Sunday Drives: San Francisco

Jay Ward, the self-confessed "carsultant" behind the Cars movie franchise, heads south to the Bay Area’s motoring hub.


King’s Mountain, northern California


30 miles (approximately)


A mix of quick curves and slow, narrow passages through ancient redwood forests framed by far reaching views


From a small booth in Alice’s Restaurant on Skyline Boulevard, Jay Ward stares through a dusty window at the Minerva Blue 911 parked up amidst a variety of American and European sports cars. As Creative Director of Franchise at Pixar, Ward has become one of the most familiar and influential names in big budget animation, his encyclopaedic knowledge of vintage automotive guiding and shaping the Cars movie franchise for more than 15 years. Ward has driven up to Alice’s, a go-to for local gearheads since the 1980s, in his highly original air-cooled Porsche and is explaining over coffee why this car is quite so close to his heart.

Jay Ward, Porsche 911, San Francisco, USA, 2023, Porsche AG
Jay Ward

“It came from across the street from where we live, from a woman whose husband had died suddenly,” Ward says. “She asked me to get the car running because it had been sitting for a number of years. She paid for the parts and I worked on it in the evenings, learning all about old 911s along the way, changing the oil, the battery, all the fluids – it was a lot of fun.”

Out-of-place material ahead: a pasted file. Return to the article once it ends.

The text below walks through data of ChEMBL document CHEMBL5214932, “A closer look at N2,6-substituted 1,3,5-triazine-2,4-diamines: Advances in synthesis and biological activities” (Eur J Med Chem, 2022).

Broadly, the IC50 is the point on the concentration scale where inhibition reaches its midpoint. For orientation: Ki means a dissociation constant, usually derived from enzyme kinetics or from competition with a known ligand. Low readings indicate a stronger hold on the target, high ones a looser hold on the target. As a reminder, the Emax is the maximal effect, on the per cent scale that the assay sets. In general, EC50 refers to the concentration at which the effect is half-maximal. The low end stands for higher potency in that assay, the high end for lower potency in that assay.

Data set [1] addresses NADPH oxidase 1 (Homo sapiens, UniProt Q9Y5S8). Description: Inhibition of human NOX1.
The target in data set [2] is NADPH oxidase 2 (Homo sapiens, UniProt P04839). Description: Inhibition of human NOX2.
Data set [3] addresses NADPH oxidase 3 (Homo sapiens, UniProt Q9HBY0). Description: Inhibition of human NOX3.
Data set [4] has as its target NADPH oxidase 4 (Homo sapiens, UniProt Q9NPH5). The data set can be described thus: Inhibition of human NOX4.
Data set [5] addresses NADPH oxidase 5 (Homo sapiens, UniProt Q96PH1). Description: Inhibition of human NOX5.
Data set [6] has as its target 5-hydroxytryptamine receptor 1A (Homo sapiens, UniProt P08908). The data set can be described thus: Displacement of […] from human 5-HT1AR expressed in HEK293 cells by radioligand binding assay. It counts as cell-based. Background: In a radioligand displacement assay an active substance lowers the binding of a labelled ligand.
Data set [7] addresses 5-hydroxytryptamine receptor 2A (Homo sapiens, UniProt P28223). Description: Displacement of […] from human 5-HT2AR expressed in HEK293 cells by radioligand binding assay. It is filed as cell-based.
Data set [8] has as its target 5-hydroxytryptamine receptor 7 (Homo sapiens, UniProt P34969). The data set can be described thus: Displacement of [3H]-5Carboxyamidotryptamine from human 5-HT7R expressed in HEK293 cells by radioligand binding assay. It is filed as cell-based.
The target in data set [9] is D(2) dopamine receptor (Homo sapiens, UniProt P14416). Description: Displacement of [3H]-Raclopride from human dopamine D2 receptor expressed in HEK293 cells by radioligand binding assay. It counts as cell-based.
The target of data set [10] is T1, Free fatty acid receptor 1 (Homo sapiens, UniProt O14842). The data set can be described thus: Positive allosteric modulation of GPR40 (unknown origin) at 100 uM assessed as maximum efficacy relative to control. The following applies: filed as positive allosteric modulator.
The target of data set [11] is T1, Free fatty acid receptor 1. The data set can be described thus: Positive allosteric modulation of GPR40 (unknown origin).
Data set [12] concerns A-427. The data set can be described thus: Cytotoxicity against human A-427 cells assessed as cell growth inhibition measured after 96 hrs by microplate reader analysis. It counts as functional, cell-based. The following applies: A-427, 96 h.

After several months, Ward finally got the engine running, but it was smoking heavily and needed significant work. The projected costs were sufficiently high that the owner decided to sell, offering its volunteer mechanic first refusal. Ward bought the single-owner 1976 911 S without hesitation and continued the painstaking process of bringing it back to a road-worthy condition.

The Minerva Blue Metallic paintwork was all original, and wherever possible Ward kept it as such, celebrating the patina of its 40-year lifetime in the local area. He modified the car to European specification, lowering the ride height and swapping in amber indicators, H4 headlights and narrower outriders. Throughout the process, Ward kept finding mementoes and keepsakes from the original owner, an orthopaedic surgeon, and left everything in place in his memory.